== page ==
Chapter 6: Making Environmental Issues Personal Gaining Support from People Affected by Environmentally-Related Disease Working with Caregivers - Nurses Working with Caregivers – Physicians Engaging the Health Care Sector Protecting Children’s Environmental Health Food, Glorious Food Opposing Toxics in Consumer Products And in Personal Care Products Pollution in People
Chapter 7: Precaution and the Limitations of Science The Impossibility of Proving Environmental Causation The Failure to Consider Ethics The Distortion and Cover-up of Scientific Information Problems with Risk Assessment Overview of Precaution The Ingredients of Precaution Progress on Precaution
Chapter 8: Environmental Justice and the Right to a Healthy Environment Perspectives on Environmental Justice Constitutional and Legal Rights to a Healthy Environment Scientific Information on Environmental Health Injustice in the US Environmental Justice Issues Community-Based Research Environmental Justice Strategies The US Environmental Justice and Environmental Health Movements
Chapter 9: Changing Economics, the Markets and Business The Cost of Environmental Illness Market Campaigns: Overview Market Campaigns: PVC Products and Packaging Market Campaigns: Electronics Market Campaigns: The Health Sector Green Chemistry and Safer Materials Socially Responsible Investing Partnerships with Business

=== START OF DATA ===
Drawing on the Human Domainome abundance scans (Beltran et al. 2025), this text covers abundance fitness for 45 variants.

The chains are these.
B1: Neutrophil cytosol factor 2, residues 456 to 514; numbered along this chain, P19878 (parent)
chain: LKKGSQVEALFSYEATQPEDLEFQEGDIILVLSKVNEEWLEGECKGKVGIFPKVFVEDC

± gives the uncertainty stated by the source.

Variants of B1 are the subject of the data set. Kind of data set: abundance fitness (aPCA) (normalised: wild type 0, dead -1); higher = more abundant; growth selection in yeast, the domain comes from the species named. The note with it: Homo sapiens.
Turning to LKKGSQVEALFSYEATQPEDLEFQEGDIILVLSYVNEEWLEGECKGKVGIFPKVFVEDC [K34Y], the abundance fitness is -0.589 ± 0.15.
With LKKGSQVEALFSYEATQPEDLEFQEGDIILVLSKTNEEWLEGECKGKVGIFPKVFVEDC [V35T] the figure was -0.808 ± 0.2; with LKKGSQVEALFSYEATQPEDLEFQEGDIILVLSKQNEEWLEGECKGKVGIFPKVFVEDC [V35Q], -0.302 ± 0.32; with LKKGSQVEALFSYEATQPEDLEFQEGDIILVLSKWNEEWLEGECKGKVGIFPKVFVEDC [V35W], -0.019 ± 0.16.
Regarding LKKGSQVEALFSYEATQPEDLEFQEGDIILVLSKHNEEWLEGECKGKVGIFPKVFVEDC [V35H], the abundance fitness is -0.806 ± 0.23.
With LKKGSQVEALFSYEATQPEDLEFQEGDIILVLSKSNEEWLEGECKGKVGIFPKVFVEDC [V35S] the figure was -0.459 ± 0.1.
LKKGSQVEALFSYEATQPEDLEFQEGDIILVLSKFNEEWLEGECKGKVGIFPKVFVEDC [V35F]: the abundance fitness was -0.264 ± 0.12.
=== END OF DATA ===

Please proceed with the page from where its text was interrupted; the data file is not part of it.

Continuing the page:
Conclusion and Next Steps: Strategies for Social Change Strategies for Social Change Creating Inspiring Visions Minding the Gap between our Collective Aspirations and Reality Seeing the Forest and the Trees Identifying Leverage Points for Environmental Health Organizing More, Collective Action Telling Environmental Health Stories Self-Care Final Reflections
A Chronology of Key Events in US Environmental Health
The Rise of the US Environmental Health Movement is an ambitious book in the best sense of the word. Davies seeks to synthesize a tremendous amount of information, and to begin to write history as it is happening. She has made an invaluable contribution to all those who care – or should care – about what environmental contaminants are doing to us and to all life on earth.